Overall, this author/photographer concluded that both the HP 7400C and the Epson Perfection V700 scanners were marginal for the purpose of copying photographs. Both brands of color scanner had major flaws in design and function and both would have been unsatisfactory for the purpose of this publication except that there appeared to be no other option (unless one waited for technological perfection before posting photographic images on the Internet). This farm boy-author was just grateful that the state of the art in hay-making equipment was much more advanced and satisfactory than that of the newer technology of photographic copying. It was also fortunate that the Nikon FM and FM2 35mm single lens reflex cameras were flawless workhorses that represented perfection for the purpose for which they was made. Scanner manufacturers should take note instead of just taking customers money for inferior equipment.
Much of the difficulty in operation and application of equipment employed in this project likely reflected the "frontier" state of technological advancement in this field of endeavor. That will always be part of the price for being on the forefront, the "frontier of science and education.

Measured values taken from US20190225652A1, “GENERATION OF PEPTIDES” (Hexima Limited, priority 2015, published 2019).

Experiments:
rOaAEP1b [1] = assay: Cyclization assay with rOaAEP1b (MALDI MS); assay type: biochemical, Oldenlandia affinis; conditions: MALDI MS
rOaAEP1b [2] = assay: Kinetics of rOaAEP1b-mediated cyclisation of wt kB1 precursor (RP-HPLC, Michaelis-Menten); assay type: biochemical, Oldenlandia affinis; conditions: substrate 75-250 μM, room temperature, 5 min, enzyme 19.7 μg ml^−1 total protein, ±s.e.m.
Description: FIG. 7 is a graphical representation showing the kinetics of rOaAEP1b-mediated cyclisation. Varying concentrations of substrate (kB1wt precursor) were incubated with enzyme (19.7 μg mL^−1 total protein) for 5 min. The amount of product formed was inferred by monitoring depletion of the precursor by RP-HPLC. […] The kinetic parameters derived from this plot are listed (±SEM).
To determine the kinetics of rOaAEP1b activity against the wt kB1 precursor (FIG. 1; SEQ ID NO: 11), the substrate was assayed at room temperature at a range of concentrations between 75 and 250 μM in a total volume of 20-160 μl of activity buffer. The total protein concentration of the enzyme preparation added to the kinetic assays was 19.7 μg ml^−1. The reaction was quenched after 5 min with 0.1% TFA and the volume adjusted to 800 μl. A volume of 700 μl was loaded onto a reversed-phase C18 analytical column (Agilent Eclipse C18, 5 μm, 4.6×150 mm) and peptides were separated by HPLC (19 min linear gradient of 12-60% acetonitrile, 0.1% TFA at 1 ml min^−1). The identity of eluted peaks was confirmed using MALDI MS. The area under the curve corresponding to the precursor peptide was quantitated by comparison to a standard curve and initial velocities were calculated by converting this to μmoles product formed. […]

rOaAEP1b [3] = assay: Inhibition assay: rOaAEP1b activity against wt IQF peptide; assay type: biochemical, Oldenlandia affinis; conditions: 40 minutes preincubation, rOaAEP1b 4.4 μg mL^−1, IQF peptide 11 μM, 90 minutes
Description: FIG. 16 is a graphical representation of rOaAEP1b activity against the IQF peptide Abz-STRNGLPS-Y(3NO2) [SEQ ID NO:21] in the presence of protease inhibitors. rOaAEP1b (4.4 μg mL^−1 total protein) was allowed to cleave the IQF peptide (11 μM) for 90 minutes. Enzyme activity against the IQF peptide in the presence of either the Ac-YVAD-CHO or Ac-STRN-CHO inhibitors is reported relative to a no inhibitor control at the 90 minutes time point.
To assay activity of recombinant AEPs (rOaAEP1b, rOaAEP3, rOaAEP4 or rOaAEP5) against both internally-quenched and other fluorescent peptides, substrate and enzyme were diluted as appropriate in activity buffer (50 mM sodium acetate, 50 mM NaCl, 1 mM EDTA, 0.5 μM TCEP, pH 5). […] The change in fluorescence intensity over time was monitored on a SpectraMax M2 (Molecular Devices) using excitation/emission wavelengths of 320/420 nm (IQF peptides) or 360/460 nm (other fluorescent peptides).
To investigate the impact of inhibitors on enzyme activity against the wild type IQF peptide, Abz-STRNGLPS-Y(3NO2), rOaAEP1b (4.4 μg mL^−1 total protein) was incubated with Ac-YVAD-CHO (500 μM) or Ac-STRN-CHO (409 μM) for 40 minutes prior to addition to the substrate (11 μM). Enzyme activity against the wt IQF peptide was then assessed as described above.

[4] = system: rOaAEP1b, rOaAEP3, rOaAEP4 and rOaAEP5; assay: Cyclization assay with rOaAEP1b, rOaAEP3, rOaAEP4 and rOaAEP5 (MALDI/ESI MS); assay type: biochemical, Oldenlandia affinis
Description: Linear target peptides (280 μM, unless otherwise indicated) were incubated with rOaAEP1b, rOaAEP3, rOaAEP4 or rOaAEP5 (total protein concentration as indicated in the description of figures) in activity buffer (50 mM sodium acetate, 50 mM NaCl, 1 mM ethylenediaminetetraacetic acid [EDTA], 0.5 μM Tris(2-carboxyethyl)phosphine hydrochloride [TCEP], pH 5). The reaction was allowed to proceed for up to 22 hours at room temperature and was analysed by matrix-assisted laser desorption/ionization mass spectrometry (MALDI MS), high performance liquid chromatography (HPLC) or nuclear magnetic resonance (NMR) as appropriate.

A much larger and omnipotent overriding question remains that of permanency of this medium. The more one uses this educational medium, this avenue of knowledge dissemination, the more skeptical he becomes of it's value. If web material is not permanent, if it does have "staying power", it is largely worthless because the medium of web communication is so time-consuming that it cannot possibly justify the inordinant amount of time required to compile knowledge in such packages.
Time will tell.